Scripps Research Institute. (2012, December 19). New compound reverses fatty liver disease. ScienceDaily. Retrieved December 21, 2014 from www.sciencedaily.com/releases/2012/12/121219152703.htm
Scripps Research Institute. "New compound reverses fatty liver disease." ScienceDaily. www.sciencedaily.com/releases/2012/12/121219152703.htm (accessed December 21, 2014).

Share This


More From ScienceDaily



More Health & Medicine News

Sunday, December 21, 2014

Featured Research

from universities, journals, and other organizations


Featured Videos

from AP, Reuters, AFP, and other news services

The Best Tips to Curb Holiday Carbs

The Best Tips to Curb Holiday Carbs

Buzz60 (Dec. 19, 2014) It's hard to resist those delicious but fattening carbs we all crave during the winter months, but there are some ways to stay satisfied without consuming the extra calories. Vanessa Freeman (@VanessaFreeTV) has the details. Video provided by Buzz60
Powered by NewsLook.com
Sierra Leone Bikers Spread the Message to Fight Ebola

Sierra Leone Bikers Spread the Message to Fight Ebola

AFP (Dec. 19, 2014) More than 100 motorcyclists hit the road to spread awareness messages about Ebola. Nearly 7,000 people have now died from the virus, almost all of them in west Africa, according to the World Health Organization. Video provided by AFP
Powered by NewsLook.com
Researchers Test Colombian Village With High Alzheimer's Rates

Researchers Test Colombian Village With High Alzheimer's Rates

AFP (Dec. 19, 2014) In Yarumal, a village in N. Colombia, Alzheimer's has ravaged a disproportionately large number of families. A genetic "curse" that may pave the way for research on how to treat the disease that claims a new victim every four seconds. Duration: 02:42 Video provided by AFP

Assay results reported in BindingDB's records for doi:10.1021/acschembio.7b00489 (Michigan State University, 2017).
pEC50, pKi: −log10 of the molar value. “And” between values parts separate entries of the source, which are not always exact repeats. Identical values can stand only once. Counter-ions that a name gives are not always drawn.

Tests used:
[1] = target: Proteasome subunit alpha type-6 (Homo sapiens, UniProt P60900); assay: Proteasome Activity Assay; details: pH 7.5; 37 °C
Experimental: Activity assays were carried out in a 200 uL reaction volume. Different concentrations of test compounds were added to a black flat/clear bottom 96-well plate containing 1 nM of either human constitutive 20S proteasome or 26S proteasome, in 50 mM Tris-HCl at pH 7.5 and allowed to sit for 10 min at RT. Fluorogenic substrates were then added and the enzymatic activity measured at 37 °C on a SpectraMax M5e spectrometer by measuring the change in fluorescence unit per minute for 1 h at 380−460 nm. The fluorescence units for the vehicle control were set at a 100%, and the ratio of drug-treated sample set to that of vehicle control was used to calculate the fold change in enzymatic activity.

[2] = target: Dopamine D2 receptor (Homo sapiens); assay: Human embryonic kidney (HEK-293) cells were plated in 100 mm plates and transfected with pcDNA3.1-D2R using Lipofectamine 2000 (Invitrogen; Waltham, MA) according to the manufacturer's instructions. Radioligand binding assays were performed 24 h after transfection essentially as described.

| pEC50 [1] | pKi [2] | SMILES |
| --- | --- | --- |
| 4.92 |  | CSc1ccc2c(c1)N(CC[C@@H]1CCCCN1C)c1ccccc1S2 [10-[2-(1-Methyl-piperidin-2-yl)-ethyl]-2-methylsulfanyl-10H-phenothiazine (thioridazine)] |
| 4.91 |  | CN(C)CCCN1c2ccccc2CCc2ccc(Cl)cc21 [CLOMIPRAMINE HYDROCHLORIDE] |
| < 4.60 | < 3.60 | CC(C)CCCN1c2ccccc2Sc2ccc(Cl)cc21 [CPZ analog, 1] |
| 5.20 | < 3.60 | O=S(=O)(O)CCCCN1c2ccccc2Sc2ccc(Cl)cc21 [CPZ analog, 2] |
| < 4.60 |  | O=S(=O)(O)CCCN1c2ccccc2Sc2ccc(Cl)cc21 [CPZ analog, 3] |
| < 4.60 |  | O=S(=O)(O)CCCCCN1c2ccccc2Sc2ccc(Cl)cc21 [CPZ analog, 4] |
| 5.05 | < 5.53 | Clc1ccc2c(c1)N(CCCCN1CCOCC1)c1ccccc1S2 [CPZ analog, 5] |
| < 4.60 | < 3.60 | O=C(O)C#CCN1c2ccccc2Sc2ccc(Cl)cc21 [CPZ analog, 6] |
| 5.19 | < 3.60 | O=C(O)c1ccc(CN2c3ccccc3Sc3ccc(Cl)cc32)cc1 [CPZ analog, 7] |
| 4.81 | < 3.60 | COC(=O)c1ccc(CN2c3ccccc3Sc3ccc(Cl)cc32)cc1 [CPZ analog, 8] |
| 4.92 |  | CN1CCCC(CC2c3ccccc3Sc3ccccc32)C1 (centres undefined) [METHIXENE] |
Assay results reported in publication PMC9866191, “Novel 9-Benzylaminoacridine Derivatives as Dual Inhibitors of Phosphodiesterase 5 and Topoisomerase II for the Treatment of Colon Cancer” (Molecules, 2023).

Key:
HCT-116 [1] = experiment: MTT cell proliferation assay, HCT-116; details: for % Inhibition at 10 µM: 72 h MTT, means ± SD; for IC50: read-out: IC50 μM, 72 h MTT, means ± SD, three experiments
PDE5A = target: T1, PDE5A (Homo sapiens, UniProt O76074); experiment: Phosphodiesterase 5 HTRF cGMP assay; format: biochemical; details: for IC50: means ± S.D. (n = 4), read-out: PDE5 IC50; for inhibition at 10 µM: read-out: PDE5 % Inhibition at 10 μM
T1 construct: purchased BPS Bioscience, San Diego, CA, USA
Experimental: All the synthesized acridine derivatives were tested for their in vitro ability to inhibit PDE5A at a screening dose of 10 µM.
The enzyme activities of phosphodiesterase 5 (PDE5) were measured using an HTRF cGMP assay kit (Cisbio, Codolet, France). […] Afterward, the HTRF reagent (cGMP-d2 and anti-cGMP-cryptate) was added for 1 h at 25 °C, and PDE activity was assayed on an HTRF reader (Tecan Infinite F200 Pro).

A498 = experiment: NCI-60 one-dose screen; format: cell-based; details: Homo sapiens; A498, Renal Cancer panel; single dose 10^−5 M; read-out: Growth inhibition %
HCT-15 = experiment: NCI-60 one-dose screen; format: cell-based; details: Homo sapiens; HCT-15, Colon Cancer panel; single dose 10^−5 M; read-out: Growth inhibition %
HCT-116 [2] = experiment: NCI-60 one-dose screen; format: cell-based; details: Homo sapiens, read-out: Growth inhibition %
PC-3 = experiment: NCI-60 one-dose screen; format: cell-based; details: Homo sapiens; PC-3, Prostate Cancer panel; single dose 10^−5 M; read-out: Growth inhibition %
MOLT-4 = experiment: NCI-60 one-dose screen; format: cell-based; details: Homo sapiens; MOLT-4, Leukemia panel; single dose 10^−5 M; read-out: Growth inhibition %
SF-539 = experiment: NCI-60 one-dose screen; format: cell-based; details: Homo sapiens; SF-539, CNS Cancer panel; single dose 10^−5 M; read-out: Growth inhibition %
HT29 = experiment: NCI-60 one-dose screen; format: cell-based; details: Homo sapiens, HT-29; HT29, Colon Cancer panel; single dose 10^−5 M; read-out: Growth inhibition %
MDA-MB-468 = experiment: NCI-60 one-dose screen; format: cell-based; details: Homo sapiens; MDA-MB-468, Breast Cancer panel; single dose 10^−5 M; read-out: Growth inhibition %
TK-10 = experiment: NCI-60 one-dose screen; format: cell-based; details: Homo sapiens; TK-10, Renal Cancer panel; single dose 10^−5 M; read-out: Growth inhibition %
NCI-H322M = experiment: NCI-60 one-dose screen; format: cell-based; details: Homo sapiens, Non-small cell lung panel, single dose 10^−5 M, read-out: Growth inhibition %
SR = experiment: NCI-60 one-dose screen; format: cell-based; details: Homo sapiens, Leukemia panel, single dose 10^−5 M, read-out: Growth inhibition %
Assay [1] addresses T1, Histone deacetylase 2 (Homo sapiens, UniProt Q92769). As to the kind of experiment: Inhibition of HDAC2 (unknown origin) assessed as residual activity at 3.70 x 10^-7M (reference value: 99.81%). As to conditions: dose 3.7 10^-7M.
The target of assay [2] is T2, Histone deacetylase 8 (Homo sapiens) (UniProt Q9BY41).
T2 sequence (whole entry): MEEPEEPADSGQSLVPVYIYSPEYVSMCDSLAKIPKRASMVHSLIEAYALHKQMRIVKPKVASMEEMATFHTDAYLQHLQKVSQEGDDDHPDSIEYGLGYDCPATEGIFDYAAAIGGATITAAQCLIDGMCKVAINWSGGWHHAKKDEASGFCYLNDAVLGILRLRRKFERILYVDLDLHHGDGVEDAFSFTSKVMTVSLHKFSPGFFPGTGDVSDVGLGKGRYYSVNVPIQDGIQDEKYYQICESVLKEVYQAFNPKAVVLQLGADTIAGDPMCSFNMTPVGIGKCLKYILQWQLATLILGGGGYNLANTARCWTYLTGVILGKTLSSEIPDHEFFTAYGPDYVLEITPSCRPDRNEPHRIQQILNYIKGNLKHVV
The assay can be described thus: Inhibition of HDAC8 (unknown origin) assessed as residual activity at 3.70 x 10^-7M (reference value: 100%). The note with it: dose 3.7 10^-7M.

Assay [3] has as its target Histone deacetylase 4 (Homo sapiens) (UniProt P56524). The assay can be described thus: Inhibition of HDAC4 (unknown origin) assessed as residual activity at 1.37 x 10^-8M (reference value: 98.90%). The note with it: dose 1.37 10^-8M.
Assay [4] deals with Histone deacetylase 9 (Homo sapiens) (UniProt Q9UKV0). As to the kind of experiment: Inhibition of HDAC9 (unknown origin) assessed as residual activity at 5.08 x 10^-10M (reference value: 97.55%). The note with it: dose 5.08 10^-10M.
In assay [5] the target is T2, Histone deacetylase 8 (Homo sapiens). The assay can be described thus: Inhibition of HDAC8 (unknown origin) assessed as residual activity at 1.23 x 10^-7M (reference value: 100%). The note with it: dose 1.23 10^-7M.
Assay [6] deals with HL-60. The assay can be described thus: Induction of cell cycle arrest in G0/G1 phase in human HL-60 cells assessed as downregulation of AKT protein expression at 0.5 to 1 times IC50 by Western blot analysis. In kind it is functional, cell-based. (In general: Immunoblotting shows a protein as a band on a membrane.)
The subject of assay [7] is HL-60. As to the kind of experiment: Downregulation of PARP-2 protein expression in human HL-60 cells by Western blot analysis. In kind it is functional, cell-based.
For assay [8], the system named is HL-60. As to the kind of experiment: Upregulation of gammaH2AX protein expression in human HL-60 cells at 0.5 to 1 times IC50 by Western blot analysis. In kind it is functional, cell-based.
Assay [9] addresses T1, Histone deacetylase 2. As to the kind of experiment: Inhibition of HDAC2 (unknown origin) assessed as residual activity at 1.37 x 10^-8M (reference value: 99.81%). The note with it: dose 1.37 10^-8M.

Powered by NewsLook.com
The Best Protein-Filled Foods to Energize You for the New Year

The Best Protein-Filled Foods to Energize You for the New Year

Buzz60 (Dec. 19, 2014) The new year is coming and nothing will energize you more for 2015 than protein-filled foods. Fitness and nutrition expert John Basedow (@JohnBasedow) gives his favorite high protein foods that will help you build muscle, lose fat and have endless energy. Video provided by Buzz60
Powered by NewsLook.com

Search ScienceDaily

Number of stories in archives: 140,361

Find with keyword(s):
Enter a keyword or phrase to search ScienceDaily for related topics and research stories.

Save/Print:
Share:

Breaking News:

Strange & Offbeat Stories


Health & Medicine

Mind & Brain

Living & Well

In Other News

... from NewsDaily.com

Science News

Health News

Environment News

Technology News



Save/Print:
Share:

Free Subscriptions


Get the latest science news with ScienceDaily's free email newsletters, updated daily and weekly. Or view hourly updated newsfeeds in your RSS reader:

Get Social & Mobile


Keep up to date with the latest news from ScienceDaily via social networks and mobile apps:

Have Feedback?


Tell us what you think of ScienceDaily -- we welcome both positive and negative comments. Have any problems using the site? Questions?
Mobile: iPhone Android Web
Follow: Facebook Twitter Google+
Subscribe: RSS Feeds Email Newsletters
Latest Headlines Health & Medicine Mind & Brain Space & Time Matter & Energy Computers & Math Plants & Animals Earth & Climate Fossils & Ruins